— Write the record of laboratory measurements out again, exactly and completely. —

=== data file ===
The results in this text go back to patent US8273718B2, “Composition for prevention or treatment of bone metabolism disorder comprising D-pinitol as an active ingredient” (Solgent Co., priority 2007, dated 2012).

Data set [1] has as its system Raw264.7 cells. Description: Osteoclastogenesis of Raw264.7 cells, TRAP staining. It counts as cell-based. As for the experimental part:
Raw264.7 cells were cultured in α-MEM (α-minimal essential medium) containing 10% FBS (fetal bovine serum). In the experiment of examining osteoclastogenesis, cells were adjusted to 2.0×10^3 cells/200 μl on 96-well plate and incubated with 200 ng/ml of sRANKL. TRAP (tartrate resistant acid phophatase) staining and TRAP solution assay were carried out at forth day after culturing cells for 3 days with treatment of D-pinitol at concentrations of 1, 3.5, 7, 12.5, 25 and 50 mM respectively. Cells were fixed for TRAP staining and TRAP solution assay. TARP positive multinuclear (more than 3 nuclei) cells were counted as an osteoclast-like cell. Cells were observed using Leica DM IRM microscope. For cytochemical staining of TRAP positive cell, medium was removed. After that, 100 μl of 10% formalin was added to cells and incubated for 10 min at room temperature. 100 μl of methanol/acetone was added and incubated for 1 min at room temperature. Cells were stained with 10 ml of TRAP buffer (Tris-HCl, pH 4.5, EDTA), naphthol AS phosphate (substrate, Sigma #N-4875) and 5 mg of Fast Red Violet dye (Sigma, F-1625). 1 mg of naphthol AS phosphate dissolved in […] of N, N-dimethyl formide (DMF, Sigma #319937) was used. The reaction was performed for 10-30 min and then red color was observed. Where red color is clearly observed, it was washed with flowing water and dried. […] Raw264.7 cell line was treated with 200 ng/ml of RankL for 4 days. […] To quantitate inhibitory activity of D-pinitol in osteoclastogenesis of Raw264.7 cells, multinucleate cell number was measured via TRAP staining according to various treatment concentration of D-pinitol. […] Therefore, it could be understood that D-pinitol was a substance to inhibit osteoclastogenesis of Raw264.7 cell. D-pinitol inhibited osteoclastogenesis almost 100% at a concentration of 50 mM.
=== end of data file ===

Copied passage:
The results in this text go back to patent US8273718B2, “Composition for prevention or treatment of bone metabolism disorder comprising D-pinitol as an active ingredient” (Solgent Co., priority 2007, dated 2012).

Data set [1] has as its system Raw264.7 cells. Description: Osteoclastogenesis of Raw264.7 cells, TRAP staining. It counts as cell-based. As for the experimental part:
Raw264.7 cells were cultured in α-MEM (α-minimal essential medium) containing 10% FBS (fetal bovine serum). In the experiment of examining osteoclastogenesis, cells were adjusted to 2.0×10^3 cells/200 μl on 96-well plate and incubated with 200 ng/ml of sRANKL. TRAP (tartrate resistant acid phophatase) staining and TRAP solution assay were carried out at forth day after culturing cells for 3 days with treatment of D-pinitol at concentrations of 1, 3.5, 7, 12.5, 25 and 50 mM respectively. Cells were fixed for TRAP staining and TRAP solution assay. TARP positive multinuclear (more than 3 nuclei) cells were counted as an osteoclast-like cell. Cells were observed using Leica DM IRM microscope. For cytochemical staining of TRAP positive cell, medium was removed. After that, 100 μl of 10% formalin was added to cells and incubated for 10 min at room temperature. 100 μl of methanol/acetone was added and incubated for 1 min at room temperature. Cells were stained with 10 ml of TRAP buffer (Tris-HCl, pH 4.5, EDTA), naphthol AS phosphate (substrate, Sigma #N-4875) and 5 mg of Fast Red Violet dye (Sigma, F-1625). 1 mg of naphthol AS phosphate dissolved in […] of N, N-dimethyl formide (DMF, Sigma #319937) was used. The reaction was performed for 10-30 min and then red color was observed. Where red color is clearly observed, it was washed with flowing water and dried. […] Raw264.7 cell line was treated with 200 ng/ml of RankL for 4 days. […] To quantitate inhibitory activity of D-pinitol in osteoclastogenesis of Raw264.7 cells, multinucleate cell number was measured via TRAP staining according to various treatment concentration of D-pinitol. […] Therefore, it could be understood that D-pinitol was a substance to inhibit osteoclastogenesis of Raw264.7 cell. D-pinitol inhibited osteoclastogenesis almost 100% at a concentration of 50 mM.